The DNA molecule is large, and is assumed not to diffuse. The other two molecules – mRNA and protein – can diffuse around. The result of a simulation of this model is shown in the animation below.
If the mesh size decreases, the number of sites increases quadratically in 2D and cubically in 3D making computational complexity – both theoretical and actual – a concern. The Next Subvolume Method is a stochastic simulation algorithm (SSA) that is easy to implement and is more efficient than a naïve implementation.
I will describe the Next Subvolume Method (NSM) briefly here. Detailed pseudocode can be found in (Elf and Ehrenberg (2004)).
Each site has its own propensity (probability-per-time) to fire, i.e. to have a reaction or a diffusion happen there. We would like to be able to quickly sample the next site to fire and update its propensity. This can be achieved with a binary minheap, which has time of getting the minimum element and update time. At the beginning of the simulation the propensities of all sites (400 of them in the simulation above) are computed and random firing times are sampled from the exponential distribution with parameter equal to the propensity. The sites are assembled in the minheap, keyed by their sampled firing time. At each step of the simulation the top of the heap is popped off giving the next site to fire. Once the site to fire is chosen we must figure out which jump occurs at this site. It is sampled linearly according to the propensities of the possible reactions and diffusions. After executing the jump at the chosen site, a small number of propensities are recomputed – those, which depend on the occurred jump. The site propensity is also recomputed and the site is put back in the heap.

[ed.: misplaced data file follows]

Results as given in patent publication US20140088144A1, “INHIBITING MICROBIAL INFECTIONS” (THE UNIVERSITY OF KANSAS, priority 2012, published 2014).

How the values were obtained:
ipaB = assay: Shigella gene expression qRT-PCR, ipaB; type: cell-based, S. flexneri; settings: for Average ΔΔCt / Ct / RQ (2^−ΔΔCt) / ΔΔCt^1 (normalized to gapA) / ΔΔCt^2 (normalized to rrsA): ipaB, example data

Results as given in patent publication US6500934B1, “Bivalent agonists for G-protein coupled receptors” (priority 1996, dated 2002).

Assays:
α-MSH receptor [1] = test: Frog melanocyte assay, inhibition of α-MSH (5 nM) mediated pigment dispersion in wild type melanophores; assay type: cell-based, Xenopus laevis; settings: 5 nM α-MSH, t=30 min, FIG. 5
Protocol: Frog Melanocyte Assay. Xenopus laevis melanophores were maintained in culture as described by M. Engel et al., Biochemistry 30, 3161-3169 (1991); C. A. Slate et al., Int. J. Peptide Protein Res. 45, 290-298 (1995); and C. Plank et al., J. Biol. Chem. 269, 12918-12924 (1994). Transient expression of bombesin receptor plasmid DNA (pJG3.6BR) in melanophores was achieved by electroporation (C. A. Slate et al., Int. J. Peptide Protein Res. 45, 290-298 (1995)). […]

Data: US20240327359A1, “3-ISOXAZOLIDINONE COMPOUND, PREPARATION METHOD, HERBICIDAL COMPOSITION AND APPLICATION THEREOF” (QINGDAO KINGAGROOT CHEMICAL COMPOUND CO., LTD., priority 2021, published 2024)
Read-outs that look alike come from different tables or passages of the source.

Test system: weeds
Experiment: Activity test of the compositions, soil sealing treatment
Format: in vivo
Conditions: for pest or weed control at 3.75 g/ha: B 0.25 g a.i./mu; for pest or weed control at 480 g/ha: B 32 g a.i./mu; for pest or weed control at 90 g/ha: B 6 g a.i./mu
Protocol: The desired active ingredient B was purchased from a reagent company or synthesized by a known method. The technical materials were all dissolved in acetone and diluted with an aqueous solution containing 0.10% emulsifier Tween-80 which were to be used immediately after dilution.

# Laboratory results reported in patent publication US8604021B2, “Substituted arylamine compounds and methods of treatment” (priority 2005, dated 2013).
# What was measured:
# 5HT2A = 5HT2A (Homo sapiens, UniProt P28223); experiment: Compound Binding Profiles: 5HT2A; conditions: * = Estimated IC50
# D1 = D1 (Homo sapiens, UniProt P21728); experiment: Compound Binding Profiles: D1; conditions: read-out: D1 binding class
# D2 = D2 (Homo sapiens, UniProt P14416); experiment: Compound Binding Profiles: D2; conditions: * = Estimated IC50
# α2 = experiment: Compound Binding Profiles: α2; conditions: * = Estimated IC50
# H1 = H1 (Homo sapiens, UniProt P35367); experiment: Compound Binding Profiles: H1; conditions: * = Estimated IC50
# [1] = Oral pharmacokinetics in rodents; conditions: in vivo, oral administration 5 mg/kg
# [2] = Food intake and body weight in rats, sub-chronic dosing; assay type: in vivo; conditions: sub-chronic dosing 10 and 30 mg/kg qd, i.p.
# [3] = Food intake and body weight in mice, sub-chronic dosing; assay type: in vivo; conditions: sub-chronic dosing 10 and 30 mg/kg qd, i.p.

There are two data structures I implemented to keep track of the relevant information in spatial SSAs:
SpatialRates. The former contains all information about the topology of the system, while the latter keeps track of all the propensities. I identified the functions needed from each of these and made an interface consisting of these functions, so that any struct that implements these functions can be used in the SSA. This will allow me and other users to implement variants of NSM or other spatial SSAs easily and benchmark different implementations against each other. These are contained in
I spent the most time implementing NSM itself (see
nsm.jl). Apart from the functions specific to NSM it contains functions that will be useful for other spatial SSAs, such as
update_state!, which updates the current state based on the chosen jump.
Testing and Debugging is an essential part of any coding project. I developed two tests for spatial SSAs:
diffusion.jl. The first one sets up the reversible binding system on a 1D grid with 5 sites and uses non-spatial SSAs to test correctness of the end-state. The second one uses a pure diffusion system on a 1-D grid with 32 sites to test the spatial SSAs against a known analytic solution at eleven time points. The current implementation of NSM passes both tests, which is a good indication of correctness.
As one of my CS professors said,
the biggest speed-up your program will ever get is when it starts working.
That's why I focused on getting NSM correct first. Now that the design is done and correctness is established, I can focus on some performance improvements. The biggest one is using
@view for slicing to avoid memory allocations. Another is implementing a more efficient
SpatialSystem struct. Once I make those two changes and make a few small tweaks per my mentor's advice, this PR will be merged.
In this PR I created a lot of infrastructure that will make implementing and testing spatial SSAs easier. The next spatial SSA to implement is DirectCR + RSSA, i.e. the site is selected with DirectCR and the jump within the site is selected with RSSA. Both are based on rejection sampling, which is an ingenious way to sample stuff fast.